Prickly Pears

Opuntia, also known as nopales or paddle cactus (see below), is a genus in the cactus family, Cactaceae.

Prickly pears typically grow with flat, rounded cladodes (also called platyclades) that are armed with two kinds of spines; large, smooth, fixed spines and small, hairlike prickles called glochids, that easily penetrate skin and detach from the plant. Many types of prickly pears grow into dense, tangled structures.

Like all true cactus species, prickly pears are native only to the Western hemisphere; however, they have been introduced to other parts of the globe. Prickly pear species are found in abundance in Mexico, especially in the central and western regions. They are also found in the Western United States, in arid regions in the Northwest, throughout the mid and lower elevations of the Rocky Mountains such as in Colorado, where species such as Opuntia phaeacantha, Opuntia polyacantha and others become dominant, and especially in the desert Southwest.

Prickly pears are also the only types of cactus found to grow natively far east of the Great Plains states; O. humifusa is widespread throughout southern New England and Long Island, where it can be found in Northport, as well as throughout the northern Great Lakes states and southern Ontario, Canada. O. humifusa is also a prominent feature of the flora at Illinois Beach State Park, in Winthrop Harbor, Illinois, north of Chicago, and of Indiana Dunes State Park southeast of Chicago.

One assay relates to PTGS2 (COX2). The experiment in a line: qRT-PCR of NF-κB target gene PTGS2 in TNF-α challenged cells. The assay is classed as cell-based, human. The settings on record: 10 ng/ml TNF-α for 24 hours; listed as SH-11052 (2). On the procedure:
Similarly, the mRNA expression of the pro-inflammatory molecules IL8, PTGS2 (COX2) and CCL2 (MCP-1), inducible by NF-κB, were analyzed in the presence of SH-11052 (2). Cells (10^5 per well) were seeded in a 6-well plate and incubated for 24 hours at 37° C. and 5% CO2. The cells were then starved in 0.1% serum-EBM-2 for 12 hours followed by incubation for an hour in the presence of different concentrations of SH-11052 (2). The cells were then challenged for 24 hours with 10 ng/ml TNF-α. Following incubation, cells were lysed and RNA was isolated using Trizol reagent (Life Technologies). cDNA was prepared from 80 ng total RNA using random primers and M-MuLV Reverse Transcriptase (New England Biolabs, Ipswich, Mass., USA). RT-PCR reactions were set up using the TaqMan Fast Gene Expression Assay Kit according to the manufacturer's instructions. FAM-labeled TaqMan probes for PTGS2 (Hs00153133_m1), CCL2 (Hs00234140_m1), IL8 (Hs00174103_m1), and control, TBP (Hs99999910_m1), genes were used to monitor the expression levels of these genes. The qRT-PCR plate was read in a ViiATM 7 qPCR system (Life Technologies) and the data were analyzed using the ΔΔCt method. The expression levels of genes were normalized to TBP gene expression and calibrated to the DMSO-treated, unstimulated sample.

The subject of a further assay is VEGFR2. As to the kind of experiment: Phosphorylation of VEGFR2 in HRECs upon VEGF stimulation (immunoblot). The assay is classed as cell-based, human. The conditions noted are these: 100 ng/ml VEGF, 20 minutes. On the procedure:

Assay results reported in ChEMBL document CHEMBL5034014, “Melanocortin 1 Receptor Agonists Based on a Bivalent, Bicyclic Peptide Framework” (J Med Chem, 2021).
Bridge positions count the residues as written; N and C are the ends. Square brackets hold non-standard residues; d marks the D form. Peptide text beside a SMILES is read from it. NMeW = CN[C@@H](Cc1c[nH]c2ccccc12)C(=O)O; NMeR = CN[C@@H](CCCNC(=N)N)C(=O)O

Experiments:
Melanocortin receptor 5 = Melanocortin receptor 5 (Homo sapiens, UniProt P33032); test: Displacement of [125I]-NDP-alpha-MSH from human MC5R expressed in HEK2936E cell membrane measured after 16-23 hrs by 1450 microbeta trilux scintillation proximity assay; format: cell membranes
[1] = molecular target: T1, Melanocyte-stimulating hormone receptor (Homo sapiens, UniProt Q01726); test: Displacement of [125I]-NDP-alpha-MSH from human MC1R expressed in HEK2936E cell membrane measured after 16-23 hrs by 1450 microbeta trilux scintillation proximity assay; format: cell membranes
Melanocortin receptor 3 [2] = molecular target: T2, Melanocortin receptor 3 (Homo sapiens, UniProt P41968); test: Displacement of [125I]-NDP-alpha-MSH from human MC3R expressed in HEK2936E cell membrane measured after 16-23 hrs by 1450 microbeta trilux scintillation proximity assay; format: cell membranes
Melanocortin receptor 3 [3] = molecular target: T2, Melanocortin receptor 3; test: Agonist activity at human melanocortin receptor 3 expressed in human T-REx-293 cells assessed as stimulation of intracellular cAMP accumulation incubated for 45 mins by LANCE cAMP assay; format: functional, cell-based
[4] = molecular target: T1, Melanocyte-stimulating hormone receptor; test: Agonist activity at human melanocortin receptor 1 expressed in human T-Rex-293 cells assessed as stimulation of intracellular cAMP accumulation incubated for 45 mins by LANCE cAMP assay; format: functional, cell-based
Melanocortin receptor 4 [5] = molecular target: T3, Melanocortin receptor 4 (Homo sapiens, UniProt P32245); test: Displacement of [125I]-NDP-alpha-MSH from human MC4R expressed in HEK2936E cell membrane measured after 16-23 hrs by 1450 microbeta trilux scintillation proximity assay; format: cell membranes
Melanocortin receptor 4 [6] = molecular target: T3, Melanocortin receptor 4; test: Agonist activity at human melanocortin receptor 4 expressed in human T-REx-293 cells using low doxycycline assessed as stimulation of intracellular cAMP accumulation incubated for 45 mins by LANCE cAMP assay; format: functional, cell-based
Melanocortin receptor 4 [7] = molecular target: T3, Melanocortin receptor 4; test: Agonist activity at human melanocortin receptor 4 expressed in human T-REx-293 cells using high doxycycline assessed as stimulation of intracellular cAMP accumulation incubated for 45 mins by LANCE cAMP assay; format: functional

In the Galapagos Islands, there are six different species: O. echios, O. galapageia, O. helleri, O. insularis, O. saxicola, O. megasperma. These species are divided into 14 different varieties; most of these are confined to one or a few islands. For this reason, they have been described as “an excellent example of adaptive radiation”.[3] On the whole, on islands where there are tall, trunked varieties there are also giant tortoises, and islands lacking tortoises have low or prostrate forms of Opuntia.

The first introduction of prickly-pear into Australia can be definitely ascribed to Governor Philip and the earliest colonists in the year 1788. Brought from Brazil to Sydney, they remained in Sydney for 50 years, until they were brought to New South Wales to a farmer’s garden in 1839. The farmer’s wife gave cuttings to neighbours and friends, who planted it not only in their gardens but also as hedgerows.[4] So began the Australian invasion that caused major ecological damage in the eastern states. They are also found in the Mediterranean region of Northern Africa, especially in the most northern nation of Africa, Tunisia, where they grow all over the countryside, and southern Europe, especially on the island nation of Malta, where they grow all over the islands, and can be found in enormous numbers in parts of South Africa, where it was introduced from South America.

Opuntia species are the most cold-tolerant of the lowland cacti, extending into western and southern Canada; one subspecies, Opuntia fragilis var. fragilis, has been found growing along the Beatton River in central British Columbia, southwest of Cecil Lake at 56° 17’ N latitude and 120° 39’ W longitude.[5] Prickly pears also produce a fruit that is commonly eaten in Mexico, known as tuna; it also is used to make aguas frescas. The fruit can be red, wine-red, green or yellow-orange.

Charles Darwin was the first to note that these cacti have thigmotactic anthers: when the anthers are touched, they curl over, depositing their pollen. This movement can be seen by gently poking the anthers of an open Opuntia flower. The same trait has evolved convergently in other cacti (e.g. Lophophora).